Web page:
Monday, November 08, 2004

Red and Blue: Reprise 2004

The long expected 2004 vote maps by county are finally here! The same city/suburb/rural patterns that were in the 2000 data are still present.

The votes by county for 2004 and 2000 side-by-side (red=100% Bush, blue=100% Kerry or Gore, gray=50%/50%).

2004 Votes by County (click for larger image)

2000 Votes by County (click for larger image)

Next, the same maps with population density shown as lightness/darkness (log scale, black=10,000 per sq mile, white=0)

2004 Votes by County with Population Density (click for larger image)

2000 Votes by County with Population Density (click for larger image)

Finally, the percentage change between 2000 and 2004. Pure red is an increase in Bush voters of 10% or more, pure blue is decrease in Bush voters of 10% or more, and gray is no change between 2000 and 2004.

Difference between 2000 and 2004 Votes (click for larger image)

The last one is the real paydirt. Apparently the voters in Barry Goldwater-conservative states like Utah or Wyoming were unenthused with the president. They voted for him anyway, but less than in 2000. He made big gains in many other unlikely areas like New York, New Jersey, Maryland and Illinois. But it was his huge gains in Appalachia and the Southern Lowlands that ultimately gave him the election.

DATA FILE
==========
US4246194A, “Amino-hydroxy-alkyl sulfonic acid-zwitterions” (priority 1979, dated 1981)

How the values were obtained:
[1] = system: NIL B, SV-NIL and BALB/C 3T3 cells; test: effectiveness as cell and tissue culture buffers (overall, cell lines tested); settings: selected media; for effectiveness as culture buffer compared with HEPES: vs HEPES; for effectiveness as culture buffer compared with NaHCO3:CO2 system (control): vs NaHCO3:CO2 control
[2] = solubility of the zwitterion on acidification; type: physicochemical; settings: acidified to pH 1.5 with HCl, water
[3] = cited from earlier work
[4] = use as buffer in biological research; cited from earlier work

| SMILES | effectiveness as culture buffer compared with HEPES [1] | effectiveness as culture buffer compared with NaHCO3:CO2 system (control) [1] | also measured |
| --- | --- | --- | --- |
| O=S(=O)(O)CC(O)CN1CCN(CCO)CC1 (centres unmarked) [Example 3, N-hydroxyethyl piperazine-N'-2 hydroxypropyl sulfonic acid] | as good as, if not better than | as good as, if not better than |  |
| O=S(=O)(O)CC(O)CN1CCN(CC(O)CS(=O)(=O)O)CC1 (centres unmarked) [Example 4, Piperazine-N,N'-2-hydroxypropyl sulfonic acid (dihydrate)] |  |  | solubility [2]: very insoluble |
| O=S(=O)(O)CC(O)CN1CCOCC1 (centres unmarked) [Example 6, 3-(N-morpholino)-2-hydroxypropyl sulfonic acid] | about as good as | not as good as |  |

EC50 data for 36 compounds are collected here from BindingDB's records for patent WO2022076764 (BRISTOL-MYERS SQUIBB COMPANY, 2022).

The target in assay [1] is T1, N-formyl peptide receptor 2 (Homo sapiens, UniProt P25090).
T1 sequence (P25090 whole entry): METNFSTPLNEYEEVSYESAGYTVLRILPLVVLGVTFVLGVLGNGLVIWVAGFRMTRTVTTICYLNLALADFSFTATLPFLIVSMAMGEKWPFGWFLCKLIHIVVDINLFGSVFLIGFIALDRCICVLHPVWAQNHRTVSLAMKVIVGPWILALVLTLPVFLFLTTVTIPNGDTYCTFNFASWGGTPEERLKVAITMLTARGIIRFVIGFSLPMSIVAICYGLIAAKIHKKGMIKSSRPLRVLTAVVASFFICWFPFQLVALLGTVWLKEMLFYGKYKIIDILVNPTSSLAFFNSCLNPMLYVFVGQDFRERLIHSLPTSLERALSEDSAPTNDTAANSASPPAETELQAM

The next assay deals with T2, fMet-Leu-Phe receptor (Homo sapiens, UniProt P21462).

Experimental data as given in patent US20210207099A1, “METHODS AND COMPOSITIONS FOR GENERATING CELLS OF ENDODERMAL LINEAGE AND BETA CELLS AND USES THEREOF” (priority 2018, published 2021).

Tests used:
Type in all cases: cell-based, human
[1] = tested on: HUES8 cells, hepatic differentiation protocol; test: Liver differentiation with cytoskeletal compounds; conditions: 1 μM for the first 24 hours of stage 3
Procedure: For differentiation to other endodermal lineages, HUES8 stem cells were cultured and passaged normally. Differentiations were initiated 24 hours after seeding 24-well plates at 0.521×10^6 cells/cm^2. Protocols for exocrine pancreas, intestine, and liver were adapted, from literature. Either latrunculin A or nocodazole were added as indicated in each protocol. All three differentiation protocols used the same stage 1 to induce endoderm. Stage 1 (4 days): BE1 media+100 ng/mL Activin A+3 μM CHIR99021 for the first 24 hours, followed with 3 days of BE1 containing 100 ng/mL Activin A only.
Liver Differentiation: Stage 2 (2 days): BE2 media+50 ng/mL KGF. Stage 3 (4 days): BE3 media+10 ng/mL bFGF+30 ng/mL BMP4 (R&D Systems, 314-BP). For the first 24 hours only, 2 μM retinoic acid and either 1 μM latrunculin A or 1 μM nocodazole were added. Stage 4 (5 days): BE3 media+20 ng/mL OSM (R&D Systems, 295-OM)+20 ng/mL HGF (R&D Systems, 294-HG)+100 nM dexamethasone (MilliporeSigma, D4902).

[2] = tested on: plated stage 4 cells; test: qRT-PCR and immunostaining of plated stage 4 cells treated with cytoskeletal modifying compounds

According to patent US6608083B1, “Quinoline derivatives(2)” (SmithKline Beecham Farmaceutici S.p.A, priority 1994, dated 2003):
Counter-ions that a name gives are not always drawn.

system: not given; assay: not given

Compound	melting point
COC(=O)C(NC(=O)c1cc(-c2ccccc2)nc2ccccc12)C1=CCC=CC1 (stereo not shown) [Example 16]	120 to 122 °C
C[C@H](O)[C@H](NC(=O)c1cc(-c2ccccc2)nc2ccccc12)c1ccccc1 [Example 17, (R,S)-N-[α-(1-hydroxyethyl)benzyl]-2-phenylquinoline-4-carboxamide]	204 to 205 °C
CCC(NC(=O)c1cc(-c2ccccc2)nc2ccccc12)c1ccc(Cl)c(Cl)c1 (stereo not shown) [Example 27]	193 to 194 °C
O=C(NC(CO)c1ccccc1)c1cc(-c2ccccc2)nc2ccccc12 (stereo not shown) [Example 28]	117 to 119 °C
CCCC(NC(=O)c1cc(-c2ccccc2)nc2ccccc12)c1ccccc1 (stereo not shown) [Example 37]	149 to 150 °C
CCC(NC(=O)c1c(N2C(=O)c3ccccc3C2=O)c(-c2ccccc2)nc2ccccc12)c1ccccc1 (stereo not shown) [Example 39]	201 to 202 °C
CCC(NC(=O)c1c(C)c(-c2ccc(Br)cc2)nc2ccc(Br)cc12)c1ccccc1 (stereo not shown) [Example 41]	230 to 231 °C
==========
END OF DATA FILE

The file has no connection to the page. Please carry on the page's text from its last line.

OTHER MAPS: Some other maps are worth a look.

CommonWealth Magazine has an most excellent 10-region model of the country which you can picture on top of the county maps. It really begins to explain things.

ElectionLine has a map of the voting technologies used in each county. Comparing that with my map of changes from 2000 to 2004 should hopefully discourage any Diebold conspiracy theories. Yes, e-voting without a paper trail is still very broken, but it doesn't seem to have affected this election's outcome.

ESRI has a 3D map of counties with number of voters as height. Nice because cities look like high-rises.

Ouside the Beltway has the original USA Today maps from 2000 and 2004.

Mark Newman has cartograms and a fascinating histogram of votes by county. I do not agree with his analysis, but this is something worth pursuing [UPDATE: turns out the histogram was just bad data, the corrected histogram is not unusual].

BoingBoing has a "Purple Haze" map which is mostly purple. Colorimetrically, the mid- and end-points are off, creating the highly inaccurate appearance of a mostly-moderate, perhaps slightly-blueish country.

Kiernan Healy has several maps, including another misleadingly purple map by Robert Vanderbel and a nice state-level cartogram from the NY Times.

NOTE: Astute readers will notice that the vote+density maps are slightly different from the original maps for 2000. Yes, I've tweaked the color algorithm, which is why I show the new 2004 and 2000 side-by-side.

NOTE: Maine and large parts of Massachusets, New Hampshire and Vermont are missing. If I can obtain reliable county-level data for those states I will add them. Sorry.